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Cap on faith-school places under discussion again

10 April 2024

iStock

THE cap on the proportion of places that academies and free schools are allowed to allocate on the basis of faith may be lifted, it is reported.

Funding agreements for these schools stipulate that, where the school is oversubscribed, at least 50 per cent of the places must be allocated without reference to faith.

Plans to remove the cap were set out in a Green Paper in 2016 (News, 16 September). The Conservative manifesto promised to “replace the unfair and ineffective inclusivity rules that prevent the establishment of new Roman Catholic schools, instead requiring new faith schools to prove that parents of other faiths and none would be prepared to send their children to that school”.

In 2018, after a consultation, the Government decided to retain the cap. But it also announced a capital scheme to support the creation of new voluntary aided schools (which are not subject to the cap).

This week, The Sunday Times suggested that government officials were once again exploring a repeal, and that the Education Secretary, Gillian Keegan, who attended an RC school, was said to be in favour.

The C of E’s chief education officer, the Revd Nigel Genders, has repeatedly said that neither the removal nor the retention of the faith cap would have an impact on the C of E’s existing or new schools (News, 28 July).

This week, he said: “We provide church schools for the whole community and have a vision for education which is for the flourishing of all children. We have always sought to open new schools to promote this vision for education which is deeply Christian, serving the common good.”

The C of E is the largest single provider of schools in the country. Its 4630 schools include 1540 academies (making it the largest provider of academies) and 1492 voluntary aided schools. This week, a Church House spokesperson said that data on the percentage of its schools that used religious-affiliation admissions criteria were not collected centrally.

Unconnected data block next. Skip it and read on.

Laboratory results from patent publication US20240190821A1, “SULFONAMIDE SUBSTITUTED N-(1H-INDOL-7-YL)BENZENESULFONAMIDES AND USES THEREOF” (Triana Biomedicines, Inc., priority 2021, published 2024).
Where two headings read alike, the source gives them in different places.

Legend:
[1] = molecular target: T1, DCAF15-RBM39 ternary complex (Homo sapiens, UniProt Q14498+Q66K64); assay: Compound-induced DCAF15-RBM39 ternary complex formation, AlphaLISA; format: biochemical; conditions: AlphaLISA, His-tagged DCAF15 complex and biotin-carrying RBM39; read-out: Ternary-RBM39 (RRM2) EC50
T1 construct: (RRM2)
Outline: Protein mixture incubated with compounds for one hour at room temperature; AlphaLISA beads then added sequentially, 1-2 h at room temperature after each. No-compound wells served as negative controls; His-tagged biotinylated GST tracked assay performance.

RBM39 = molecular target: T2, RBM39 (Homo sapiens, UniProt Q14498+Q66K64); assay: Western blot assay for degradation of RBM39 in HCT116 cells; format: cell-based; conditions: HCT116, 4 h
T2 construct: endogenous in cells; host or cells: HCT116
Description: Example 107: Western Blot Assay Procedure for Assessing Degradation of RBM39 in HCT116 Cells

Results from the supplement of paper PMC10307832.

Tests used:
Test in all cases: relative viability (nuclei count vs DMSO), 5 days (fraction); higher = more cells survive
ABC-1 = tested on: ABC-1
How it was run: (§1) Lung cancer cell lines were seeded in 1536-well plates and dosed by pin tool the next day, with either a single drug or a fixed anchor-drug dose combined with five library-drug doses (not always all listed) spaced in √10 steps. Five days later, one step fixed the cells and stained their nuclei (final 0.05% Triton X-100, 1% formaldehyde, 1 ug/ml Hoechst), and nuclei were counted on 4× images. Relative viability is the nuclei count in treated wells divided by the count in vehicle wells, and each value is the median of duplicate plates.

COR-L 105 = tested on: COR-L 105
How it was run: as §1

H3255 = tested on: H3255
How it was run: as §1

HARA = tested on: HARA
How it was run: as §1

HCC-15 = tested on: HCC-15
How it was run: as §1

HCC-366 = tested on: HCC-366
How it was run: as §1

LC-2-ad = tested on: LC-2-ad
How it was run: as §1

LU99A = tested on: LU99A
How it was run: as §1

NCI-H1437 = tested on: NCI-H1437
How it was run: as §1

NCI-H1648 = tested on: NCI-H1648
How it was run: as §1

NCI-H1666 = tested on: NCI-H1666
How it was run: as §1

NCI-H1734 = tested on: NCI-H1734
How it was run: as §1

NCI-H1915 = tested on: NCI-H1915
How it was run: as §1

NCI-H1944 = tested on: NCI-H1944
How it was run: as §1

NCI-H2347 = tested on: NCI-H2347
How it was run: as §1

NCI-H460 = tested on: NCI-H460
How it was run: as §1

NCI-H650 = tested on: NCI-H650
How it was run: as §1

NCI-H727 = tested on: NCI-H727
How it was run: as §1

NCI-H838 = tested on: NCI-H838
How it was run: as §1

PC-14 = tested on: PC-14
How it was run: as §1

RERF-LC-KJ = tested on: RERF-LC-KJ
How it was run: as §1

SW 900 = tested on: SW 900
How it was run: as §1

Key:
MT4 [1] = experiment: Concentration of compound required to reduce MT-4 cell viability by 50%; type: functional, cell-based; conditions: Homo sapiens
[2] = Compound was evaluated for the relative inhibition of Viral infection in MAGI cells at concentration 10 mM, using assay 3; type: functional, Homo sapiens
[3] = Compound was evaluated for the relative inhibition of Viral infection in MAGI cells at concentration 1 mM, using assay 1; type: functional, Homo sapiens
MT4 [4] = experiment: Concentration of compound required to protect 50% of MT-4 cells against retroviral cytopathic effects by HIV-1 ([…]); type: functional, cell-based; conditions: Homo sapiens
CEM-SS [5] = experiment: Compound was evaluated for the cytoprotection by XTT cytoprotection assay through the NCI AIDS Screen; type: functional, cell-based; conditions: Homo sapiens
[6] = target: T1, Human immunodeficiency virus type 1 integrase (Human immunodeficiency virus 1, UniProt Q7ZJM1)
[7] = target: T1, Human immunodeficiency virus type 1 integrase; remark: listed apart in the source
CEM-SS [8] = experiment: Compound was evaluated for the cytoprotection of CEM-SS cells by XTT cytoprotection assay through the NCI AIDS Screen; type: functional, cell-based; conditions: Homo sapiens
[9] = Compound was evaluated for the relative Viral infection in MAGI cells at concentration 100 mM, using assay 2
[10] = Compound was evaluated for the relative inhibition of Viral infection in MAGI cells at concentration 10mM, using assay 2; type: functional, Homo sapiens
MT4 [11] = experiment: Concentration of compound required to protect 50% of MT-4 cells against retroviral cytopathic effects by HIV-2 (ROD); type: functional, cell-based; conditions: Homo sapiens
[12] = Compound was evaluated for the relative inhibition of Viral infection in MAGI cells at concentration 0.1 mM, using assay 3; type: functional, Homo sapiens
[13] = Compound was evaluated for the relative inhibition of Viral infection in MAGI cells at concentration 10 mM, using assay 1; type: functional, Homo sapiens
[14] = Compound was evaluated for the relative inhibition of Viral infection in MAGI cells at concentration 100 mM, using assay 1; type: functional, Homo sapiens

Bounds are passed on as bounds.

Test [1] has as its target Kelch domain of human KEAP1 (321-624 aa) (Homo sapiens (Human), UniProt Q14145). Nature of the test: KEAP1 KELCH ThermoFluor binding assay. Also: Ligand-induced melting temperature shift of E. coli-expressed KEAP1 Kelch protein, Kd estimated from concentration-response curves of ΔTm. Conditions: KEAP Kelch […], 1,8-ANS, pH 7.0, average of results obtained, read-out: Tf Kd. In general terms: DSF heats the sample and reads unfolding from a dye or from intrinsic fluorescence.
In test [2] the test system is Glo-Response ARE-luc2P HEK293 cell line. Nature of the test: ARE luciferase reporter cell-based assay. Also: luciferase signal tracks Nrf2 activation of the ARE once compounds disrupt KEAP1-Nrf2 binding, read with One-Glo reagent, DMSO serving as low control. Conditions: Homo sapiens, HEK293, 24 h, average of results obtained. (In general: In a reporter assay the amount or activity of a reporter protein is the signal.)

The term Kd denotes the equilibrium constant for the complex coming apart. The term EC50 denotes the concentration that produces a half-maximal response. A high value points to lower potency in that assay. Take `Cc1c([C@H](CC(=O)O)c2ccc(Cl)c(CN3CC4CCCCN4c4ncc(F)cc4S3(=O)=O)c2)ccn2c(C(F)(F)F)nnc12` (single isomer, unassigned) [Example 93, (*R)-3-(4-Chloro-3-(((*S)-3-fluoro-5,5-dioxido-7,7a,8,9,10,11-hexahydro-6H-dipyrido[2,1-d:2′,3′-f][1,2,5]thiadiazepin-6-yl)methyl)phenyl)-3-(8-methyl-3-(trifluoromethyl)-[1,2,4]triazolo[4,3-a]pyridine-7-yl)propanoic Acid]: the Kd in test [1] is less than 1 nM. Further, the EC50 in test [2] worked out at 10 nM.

But, in 2017, Mr Genders said that 60 per cent had no such criteria, and those that did gave “some priority” to Christian children. This was “in areas where competition for places is acute, and, often, providing places purely on distance from the school would mean that only the wealthiest, who can afford to move house near by, can access the best schools”.

In 2018, a report by Dr Linda Woodhead, F. D. Maurice Professor at King’s College, London, and Charles Clarke, a former Education Secretary, recommended that the C of E should phase out selection on the basis of faith in its schools (News, 20 July 2018).

The RC Bishops have said that they cannot sanction the creation of RC free schools while the cap is in place, as it would require the turning away of pupils on the basis of their Catholic faith. Last year, the Catholic Union launched a “Scrap the cap” campaign.

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